At the same time, recognition of the contribution of chronic systemic inflammation in the initiation and mediation of chronic disease has opened the way for a more considered view of the role of diet and dietary supplements in the management of disease. Communications to physicians and patients of the need to reduce systemic inflammation, to help restore normal inflammatory function, and to help restore normal immune function not only meet a public health need but also raise the issue of the prospective role of such products as camu camu. Although patients seem increasingly interested in dietary supplements as alternative self-medication in disease states, all too often, unfortunately, claims for anti-inflammatory status and the role of the product in specific disease states do not rest on a substantive evidentiary base. The number of studies is limited, but the evidence base for camu camu is more substantive than that for competing products.
First, the antioxidant potential of camu camu has been well established through several biochemical studies. These studies have established the nutritional composition of camu camu and the potential role of phytochemicals in disease prevention and health promotion. As a case in point, the presence of anthocyanins has been investigated in a number of animal models and randomized clinical trials in their association with blood pressure, endothelial function, and cardioactive protection.28
Second, a feature that stands out is the versatility of the camu camu fruit. It is not just the fruit pulp but the skin and seed products that show anti-inflammatory potential. Antioxidant capacity is higher from flour produced from the skin and seed residue than from the pulp or pulp powder.
Third, animal studies involving camu camu juice, while in their early stages, are providing information on antioxidant and antigenotoxic effects as well as protective effects in many common conditions and disease states. Although only suggestive, apart from the evidence for anti-inflammatory action, several avenues for further research in humans may merit attention to support evidence-based claims for camu camu. These include the following:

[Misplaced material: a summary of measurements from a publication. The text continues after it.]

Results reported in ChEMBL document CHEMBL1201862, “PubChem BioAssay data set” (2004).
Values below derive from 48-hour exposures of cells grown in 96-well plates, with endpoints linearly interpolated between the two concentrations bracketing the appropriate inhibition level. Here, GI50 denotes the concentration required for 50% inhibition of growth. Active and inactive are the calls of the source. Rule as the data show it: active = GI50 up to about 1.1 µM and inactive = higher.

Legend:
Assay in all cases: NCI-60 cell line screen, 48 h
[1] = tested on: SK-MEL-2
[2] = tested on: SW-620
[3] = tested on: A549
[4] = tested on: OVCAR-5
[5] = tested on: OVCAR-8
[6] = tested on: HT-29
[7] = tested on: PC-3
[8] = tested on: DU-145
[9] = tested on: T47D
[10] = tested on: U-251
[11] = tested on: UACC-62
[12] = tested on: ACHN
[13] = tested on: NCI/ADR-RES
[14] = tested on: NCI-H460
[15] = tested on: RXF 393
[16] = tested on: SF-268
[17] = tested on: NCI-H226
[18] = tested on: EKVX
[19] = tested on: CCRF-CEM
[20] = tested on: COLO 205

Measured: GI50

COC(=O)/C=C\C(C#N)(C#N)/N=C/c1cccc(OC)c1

- 1. Potential antiobesity action suggested by the Wistar rat model for camu camu supplementation. A study demonstrated a decrease in fat-storing tissue associated with improvements in fat secretion, insulin levels, a reduction in VLDL (very-low-density lipoprotein), and an increase in high-density lipoprotein.19 Because the authors attributed these results to the high level of dietary fiber and the phenolic compounds found in camu camu, there is the potential for antiobesity with camu camu as a dietary supplement in human trials. Even so, it should be noted that although obesity has been linked to chronic systemic inflammation, no change was reported for inflammatory markers.29
- 2. Potential protective effect in liver injury suggested by the rat model of GalN-induced injury22 and the role of 1-methylmalate presence in camu camu on other types of liver injury and the potential for liver protection associated with, for example, alcohol abuse and hepatitis.
- 3. Potential for the prevention of immune-related disease in a study that suggested the seed extract is a source of betulinic acid.20